Hennepin County officials unveiled a plan Thursday to reduce the spread of HIV, starting with outreach to residents who have the infection but are not receiving treatment.

Last year, 168 county residents were diagnosed with the virus that causes AIDS — a number that has been fairly constant for nearly two decades.

"Our goals are both ambitious and achievable," said Hennepin County Board Chair Jan Callison. "We can turn the corner on this."

The county hopes to reduce the annual number of new HIV infections by 5 percent by 2018.

One key will be a new effort to contact those who are infected but are not receiving treatment. An estimated 40 percent of the 4,300 county residents with HIV are not receiving care for the infection, despite treatment advances that can suppress the virus and dramatically decrease chances of passing it on to others. That figure includes many who have been diagnosed, as well as many who do not know they are carrying the infection.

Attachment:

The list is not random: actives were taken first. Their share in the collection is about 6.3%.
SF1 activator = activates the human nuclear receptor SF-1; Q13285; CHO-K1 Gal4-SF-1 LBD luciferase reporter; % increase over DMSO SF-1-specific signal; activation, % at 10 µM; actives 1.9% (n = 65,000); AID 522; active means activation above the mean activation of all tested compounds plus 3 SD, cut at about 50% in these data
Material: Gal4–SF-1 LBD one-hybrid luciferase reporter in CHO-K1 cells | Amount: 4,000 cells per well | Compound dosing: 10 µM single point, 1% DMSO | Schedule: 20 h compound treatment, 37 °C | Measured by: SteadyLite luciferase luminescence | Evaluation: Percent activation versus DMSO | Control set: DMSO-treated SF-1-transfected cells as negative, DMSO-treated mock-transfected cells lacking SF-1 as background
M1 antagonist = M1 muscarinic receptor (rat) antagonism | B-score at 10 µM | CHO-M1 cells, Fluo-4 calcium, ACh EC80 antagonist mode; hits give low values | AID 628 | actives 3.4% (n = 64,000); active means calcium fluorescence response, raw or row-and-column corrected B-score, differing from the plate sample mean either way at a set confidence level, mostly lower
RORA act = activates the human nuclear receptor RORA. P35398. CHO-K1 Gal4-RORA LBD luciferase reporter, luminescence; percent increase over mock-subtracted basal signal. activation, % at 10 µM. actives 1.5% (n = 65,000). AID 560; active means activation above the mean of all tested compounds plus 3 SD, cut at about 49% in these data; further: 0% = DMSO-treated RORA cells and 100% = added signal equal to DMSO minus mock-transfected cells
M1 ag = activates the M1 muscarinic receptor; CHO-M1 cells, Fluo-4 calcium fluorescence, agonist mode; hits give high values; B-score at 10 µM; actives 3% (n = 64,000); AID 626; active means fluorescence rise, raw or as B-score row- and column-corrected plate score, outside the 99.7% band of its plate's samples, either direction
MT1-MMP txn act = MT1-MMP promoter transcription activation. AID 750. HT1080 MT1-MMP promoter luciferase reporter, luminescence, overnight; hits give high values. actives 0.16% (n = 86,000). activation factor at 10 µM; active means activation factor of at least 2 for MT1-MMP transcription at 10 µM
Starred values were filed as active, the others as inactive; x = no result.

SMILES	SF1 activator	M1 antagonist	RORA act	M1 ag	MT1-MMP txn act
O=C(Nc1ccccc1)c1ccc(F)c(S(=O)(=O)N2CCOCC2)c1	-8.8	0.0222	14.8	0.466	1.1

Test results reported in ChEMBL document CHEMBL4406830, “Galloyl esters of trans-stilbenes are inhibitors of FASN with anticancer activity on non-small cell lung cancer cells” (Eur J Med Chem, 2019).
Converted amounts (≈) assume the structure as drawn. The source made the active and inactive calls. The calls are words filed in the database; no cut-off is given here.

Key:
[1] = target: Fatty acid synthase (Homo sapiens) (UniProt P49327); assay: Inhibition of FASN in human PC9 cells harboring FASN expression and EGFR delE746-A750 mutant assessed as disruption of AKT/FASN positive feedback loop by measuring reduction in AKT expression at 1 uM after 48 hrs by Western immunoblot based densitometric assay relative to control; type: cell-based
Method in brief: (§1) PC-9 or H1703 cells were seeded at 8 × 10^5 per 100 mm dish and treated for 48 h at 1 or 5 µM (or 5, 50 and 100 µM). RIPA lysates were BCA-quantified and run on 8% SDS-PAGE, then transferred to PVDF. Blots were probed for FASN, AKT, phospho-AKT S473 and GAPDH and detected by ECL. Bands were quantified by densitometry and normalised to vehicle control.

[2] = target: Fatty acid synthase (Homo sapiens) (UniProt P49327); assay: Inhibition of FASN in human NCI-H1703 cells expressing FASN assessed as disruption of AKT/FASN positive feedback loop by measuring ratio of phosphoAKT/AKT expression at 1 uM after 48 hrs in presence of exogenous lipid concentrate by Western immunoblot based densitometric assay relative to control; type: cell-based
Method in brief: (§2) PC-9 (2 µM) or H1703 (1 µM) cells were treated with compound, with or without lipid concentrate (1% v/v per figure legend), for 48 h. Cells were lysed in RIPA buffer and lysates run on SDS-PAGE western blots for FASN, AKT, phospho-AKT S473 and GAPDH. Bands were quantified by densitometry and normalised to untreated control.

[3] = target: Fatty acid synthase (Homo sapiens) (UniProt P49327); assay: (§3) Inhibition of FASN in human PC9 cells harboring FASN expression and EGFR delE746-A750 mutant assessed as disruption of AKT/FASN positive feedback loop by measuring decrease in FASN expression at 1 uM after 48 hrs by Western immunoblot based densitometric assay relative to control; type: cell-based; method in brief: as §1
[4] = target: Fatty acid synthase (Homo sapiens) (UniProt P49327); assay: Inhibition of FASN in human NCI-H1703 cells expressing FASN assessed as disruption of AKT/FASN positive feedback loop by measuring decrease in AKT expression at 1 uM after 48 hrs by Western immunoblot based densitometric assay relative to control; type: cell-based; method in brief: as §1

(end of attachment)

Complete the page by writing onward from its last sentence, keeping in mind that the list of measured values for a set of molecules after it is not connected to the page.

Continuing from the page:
"We have powerful tools to prevent the spread of HIV," said Dr. Nicholas Vogenthaler, an HIV physician at Hennepin County Medical Center and clinical director of the county's Red Door clinic.

Under the plan, the county aims to keep 80 percent of those infected with HIV in a treatment program, with 70 percent of those infected having suppressed virus levels.

It also hopes to double the number of people on PrEP, otherwise known as pre-exposure prophylaxis, a daily pill that can reduce the risk of contracting the HIV infection by 92 percent.

"We really want to focus resources on high impact interventions," said Jonathan Hanft, coordinator of the Hennepin County Ryan White program.

About 55 percent of all Minnesotans with HIV live in Hennepin County.

"The more people in care the more cases we can prevent," said Paul Allwood, an assistant commissioner at the Minnesota Health Department. "If you can turn the curve in Hennepin County we believe we can turn the curve statewide."